"in John Goodlad's national study of schools, reported in the book A Place Called School, students in high-ability English classes were more likely to be taught classic and modem literature, provided instruction in expository writing and library researcb, and expected to leam vocabulary that would eventually boost their scores on college entrance exams."

This is a real example where seperating fast learners and slow learners create a huge disadvantage for those slower learners later on in their education. The teacher takes the time to teach the fast learners important vocabulary words and provides them with work that makes them think rather than worksheets. They learn how to research and use the library for that cause. The slower learning students don't get that information later. It's not offered. The problem is that faster learners are getting more from school. The slower learners learn less just because it takes them longer to learn. That's not an equal education, especially when you think about the different ways that these students are being asked to learn. The faster learners are being challenge while the slower learners are just being asked to keep up.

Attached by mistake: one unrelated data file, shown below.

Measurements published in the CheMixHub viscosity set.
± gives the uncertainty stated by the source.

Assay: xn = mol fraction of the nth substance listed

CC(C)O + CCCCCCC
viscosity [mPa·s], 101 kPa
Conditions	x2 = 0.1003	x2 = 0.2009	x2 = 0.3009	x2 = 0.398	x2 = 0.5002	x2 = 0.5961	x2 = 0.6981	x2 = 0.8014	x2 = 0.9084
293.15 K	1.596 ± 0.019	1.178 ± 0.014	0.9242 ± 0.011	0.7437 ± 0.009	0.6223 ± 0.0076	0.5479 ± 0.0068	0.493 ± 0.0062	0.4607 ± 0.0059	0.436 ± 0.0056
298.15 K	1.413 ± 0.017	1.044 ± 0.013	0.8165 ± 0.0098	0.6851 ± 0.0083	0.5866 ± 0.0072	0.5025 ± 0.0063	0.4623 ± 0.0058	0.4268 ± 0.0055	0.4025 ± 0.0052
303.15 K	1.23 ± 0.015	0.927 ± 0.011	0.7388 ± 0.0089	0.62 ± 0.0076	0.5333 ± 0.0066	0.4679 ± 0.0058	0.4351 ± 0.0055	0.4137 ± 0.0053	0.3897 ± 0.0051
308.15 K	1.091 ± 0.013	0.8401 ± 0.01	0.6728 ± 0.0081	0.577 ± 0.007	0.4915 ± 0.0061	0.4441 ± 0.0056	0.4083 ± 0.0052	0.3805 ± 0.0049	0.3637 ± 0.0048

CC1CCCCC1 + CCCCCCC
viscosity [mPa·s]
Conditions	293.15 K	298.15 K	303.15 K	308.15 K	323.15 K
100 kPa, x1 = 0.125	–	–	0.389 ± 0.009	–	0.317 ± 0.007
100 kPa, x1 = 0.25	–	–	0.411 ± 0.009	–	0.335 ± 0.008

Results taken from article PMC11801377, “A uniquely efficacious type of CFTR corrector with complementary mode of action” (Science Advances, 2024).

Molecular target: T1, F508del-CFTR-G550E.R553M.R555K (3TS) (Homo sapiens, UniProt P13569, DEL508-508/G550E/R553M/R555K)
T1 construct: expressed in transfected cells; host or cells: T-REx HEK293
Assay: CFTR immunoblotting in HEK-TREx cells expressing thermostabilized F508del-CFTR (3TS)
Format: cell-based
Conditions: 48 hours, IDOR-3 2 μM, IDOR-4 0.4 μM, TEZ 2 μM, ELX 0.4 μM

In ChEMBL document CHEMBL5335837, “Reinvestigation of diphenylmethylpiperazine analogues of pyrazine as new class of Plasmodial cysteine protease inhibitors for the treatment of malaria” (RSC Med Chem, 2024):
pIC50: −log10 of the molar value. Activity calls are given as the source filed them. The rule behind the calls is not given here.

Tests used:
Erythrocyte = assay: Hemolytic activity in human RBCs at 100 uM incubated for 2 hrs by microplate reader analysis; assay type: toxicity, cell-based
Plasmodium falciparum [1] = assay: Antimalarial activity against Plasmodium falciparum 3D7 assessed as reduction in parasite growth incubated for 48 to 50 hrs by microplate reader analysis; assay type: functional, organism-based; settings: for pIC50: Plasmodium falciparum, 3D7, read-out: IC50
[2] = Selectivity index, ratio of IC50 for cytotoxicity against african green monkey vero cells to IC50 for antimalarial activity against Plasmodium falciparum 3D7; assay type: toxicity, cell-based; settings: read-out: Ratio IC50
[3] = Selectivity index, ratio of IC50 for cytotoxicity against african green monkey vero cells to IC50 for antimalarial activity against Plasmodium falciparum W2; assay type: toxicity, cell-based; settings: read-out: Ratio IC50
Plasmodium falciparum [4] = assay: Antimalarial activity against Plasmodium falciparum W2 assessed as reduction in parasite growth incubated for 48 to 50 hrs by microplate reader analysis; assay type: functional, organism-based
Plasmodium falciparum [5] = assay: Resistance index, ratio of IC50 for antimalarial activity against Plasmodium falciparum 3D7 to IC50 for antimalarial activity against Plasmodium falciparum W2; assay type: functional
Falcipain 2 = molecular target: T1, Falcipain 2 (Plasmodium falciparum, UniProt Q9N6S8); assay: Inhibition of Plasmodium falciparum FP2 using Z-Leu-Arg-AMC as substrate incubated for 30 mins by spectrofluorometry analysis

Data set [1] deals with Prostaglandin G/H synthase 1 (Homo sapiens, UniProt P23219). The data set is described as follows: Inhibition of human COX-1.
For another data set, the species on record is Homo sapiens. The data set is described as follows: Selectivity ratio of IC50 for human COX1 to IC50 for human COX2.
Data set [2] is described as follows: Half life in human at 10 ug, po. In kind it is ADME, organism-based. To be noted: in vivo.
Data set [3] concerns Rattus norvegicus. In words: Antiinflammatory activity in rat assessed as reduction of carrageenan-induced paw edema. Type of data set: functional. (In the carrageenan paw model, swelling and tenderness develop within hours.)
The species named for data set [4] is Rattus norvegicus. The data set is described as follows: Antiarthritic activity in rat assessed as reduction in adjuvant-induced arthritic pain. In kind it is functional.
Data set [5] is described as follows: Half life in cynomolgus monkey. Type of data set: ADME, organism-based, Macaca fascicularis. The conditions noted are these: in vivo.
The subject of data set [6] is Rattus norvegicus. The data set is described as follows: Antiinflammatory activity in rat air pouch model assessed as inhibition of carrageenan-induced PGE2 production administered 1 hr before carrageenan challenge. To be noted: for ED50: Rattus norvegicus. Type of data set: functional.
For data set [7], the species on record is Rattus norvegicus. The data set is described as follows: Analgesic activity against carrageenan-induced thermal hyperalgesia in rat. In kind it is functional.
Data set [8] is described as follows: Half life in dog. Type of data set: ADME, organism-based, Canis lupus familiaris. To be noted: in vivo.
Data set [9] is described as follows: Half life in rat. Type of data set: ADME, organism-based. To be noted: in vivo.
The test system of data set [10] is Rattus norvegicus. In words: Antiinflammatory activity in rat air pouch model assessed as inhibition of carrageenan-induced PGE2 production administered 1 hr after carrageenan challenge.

"In low-ability classes, for example, teacbers seem to be less encouraging and more punitive, placing more emphasis on discipline and 'behavior and less on academic learning. Compared to teachers in high-ability classes, they seem to be more concerned about getting students to follow directions, be on time, and sit quietly."

I noticed this a lot when I was in middle school. I was put into the lowest level classroom in 6th grade. Kids acted up all class. The teachers hated us. Sometimes they would try and control the class and sometimes they would just give up. Either way they got tired of getting interupted and would end up assigning book work to do all class.

I didn't learn very much.

but I saw what the highest level class was doing when I'd walk by. They were having discussions, even in middle school! I'd never really remembered an open discussion before high school. They were talking about things, they were behaving. They didn't even have to raise their hands half the time to voice their opinion. They did projects and worked in pairs. And they were learning, and I wished that I was doing those things instead of doing book work because book work was what made me hate school to begin with.

"Perhaps the most important and difficult task for those who would change tracking is to confront deeply held beliefs, such as the belief that academic ability is fixed very early and is largely unchangeable or that achievement differences can be largely accounted for by differences in ability."